China By Demetrius Charles Boulger































































 -  In this
document he said, It is the birthright of the Chinese to govern foreign
peoples and not of these - Page 173
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In This Document He Said, "It Is The Birthright Of The Chinese To Govern Foreign Peoples And Not Of These Latter To Rule In China.

It used to be said that the Yuen or Mongols, who came from the regions of the north, conquered our empire not so much by their courage and skill as by the aid of Heaven.

And now it is sufficiently plain that Heaven itself wishes to deprive them of that empire, as some punishment for their crimes, and for not having acted according to the teaching of their forefathers. The time has now come to drive these foreigners out of China." While the Mongols were assailed in every province of the empire by insurgents, Choo headed what was the only organized movement for their expulsion, and his alliance with the pirate, Fangkue Chin, added the command of the sea to the control he had himself acquired over some of the wealthiest and most populous provinces of Central China. The disunion among the Mongols contributed to their overthrow as much as the valor of the Chinese. The Emperor Chunti had quite given himself up to pleasure, and his debaucheries were the scandal of the day. The two principal generals, Chahan Timour and Polo Timour, hated each other, and refused to co-operate. Another general, Alouhiya, raised the standard of revolt in Mongolia, and, while he declared that his object was to regenerate his race, he, undoubtedly, aggravated the embarrassment of Chunti.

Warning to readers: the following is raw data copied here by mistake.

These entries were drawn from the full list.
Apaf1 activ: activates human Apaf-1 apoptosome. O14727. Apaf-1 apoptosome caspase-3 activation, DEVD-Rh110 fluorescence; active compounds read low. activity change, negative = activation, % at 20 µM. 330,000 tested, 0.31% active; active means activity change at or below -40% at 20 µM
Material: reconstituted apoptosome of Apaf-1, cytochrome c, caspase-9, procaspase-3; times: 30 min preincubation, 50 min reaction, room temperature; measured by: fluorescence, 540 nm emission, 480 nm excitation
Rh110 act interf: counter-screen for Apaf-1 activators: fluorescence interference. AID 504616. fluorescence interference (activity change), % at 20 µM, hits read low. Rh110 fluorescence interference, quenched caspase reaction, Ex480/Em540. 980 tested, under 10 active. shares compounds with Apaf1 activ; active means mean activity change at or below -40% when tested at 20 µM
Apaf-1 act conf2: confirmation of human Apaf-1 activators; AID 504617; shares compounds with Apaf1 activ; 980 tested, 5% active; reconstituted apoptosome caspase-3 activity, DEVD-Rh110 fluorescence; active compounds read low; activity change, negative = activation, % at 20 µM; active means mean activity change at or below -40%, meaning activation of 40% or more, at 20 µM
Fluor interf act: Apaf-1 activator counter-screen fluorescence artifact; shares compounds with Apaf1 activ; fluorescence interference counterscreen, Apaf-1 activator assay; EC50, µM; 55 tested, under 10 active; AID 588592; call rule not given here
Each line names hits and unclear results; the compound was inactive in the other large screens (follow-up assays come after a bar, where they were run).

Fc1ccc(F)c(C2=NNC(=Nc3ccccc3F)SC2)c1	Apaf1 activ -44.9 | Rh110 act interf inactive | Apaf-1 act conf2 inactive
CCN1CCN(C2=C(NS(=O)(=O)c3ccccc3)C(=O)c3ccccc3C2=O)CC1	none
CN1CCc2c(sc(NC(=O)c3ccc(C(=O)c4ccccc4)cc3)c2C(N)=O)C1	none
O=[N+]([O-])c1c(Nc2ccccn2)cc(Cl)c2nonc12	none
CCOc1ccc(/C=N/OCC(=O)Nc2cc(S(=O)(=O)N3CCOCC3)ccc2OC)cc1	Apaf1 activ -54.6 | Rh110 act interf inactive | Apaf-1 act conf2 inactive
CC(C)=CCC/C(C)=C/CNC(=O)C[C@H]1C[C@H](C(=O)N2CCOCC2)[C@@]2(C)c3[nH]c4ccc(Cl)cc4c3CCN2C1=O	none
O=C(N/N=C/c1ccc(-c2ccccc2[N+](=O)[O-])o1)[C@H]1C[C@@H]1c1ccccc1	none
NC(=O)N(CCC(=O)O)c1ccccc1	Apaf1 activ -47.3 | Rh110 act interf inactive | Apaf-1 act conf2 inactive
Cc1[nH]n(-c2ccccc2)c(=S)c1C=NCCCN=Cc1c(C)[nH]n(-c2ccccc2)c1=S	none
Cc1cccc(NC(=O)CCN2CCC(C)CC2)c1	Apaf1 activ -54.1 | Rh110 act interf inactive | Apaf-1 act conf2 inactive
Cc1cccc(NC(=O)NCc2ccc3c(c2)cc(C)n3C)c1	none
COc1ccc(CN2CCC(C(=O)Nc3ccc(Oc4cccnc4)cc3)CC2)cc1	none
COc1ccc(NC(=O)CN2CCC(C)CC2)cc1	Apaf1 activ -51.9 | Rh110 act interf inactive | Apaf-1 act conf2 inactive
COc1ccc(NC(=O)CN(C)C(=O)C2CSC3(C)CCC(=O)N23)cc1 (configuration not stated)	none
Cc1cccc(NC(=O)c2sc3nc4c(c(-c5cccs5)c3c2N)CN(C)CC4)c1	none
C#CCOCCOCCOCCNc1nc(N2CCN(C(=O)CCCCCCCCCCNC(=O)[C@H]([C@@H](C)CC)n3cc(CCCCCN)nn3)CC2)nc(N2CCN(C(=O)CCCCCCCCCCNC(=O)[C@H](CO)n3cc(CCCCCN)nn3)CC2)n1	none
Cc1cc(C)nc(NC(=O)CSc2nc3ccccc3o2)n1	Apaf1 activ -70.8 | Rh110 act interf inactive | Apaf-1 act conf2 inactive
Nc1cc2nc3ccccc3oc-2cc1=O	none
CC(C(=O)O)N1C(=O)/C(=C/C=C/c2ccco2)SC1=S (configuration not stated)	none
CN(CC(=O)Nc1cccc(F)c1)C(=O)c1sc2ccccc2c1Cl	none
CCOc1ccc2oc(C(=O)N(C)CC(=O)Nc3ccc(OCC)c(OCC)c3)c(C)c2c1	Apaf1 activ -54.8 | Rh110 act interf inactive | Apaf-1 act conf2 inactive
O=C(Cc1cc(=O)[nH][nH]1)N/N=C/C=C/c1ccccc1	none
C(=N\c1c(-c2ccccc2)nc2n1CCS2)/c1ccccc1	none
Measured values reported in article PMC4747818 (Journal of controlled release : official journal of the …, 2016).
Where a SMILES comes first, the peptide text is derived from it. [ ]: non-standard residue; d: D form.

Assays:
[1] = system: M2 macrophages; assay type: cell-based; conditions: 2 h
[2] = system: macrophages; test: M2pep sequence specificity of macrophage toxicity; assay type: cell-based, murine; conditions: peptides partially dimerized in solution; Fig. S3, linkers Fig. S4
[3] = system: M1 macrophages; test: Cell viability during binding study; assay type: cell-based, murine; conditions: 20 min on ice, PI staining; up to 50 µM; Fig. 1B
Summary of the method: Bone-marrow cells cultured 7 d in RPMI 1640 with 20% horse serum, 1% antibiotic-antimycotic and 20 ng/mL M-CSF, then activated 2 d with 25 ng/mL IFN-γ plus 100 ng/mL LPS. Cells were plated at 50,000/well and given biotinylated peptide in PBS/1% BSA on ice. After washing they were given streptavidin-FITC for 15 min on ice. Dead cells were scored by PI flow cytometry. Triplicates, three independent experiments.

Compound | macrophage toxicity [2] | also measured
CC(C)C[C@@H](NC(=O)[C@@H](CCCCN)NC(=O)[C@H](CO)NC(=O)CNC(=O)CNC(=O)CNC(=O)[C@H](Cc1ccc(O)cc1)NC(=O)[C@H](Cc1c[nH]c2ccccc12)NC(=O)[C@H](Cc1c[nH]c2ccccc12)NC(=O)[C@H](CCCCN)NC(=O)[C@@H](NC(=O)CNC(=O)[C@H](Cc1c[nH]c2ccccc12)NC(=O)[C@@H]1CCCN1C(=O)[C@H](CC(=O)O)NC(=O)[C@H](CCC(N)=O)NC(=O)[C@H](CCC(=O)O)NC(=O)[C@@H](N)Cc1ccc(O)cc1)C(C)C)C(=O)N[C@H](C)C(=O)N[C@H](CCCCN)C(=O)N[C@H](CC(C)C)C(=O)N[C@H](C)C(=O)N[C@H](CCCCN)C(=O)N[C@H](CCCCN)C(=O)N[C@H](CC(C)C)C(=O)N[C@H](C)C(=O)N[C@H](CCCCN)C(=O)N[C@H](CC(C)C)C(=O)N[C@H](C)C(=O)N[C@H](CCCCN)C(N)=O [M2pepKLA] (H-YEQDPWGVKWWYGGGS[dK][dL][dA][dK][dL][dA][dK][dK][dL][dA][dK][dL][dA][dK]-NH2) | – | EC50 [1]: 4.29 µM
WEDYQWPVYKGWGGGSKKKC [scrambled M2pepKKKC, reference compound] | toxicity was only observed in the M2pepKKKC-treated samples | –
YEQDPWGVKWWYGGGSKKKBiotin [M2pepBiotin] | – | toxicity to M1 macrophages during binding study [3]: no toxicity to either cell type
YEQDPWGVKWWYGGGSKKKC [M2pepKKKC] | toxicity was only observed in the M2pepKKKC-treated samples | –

In 1366, Choo, having carefully made all the necessary preparations for war on a large scale, dispatched from Fankin two large armies to conquer the provinces north of the Yangtsekiang, which were all that remained in the possession of the Mongols.

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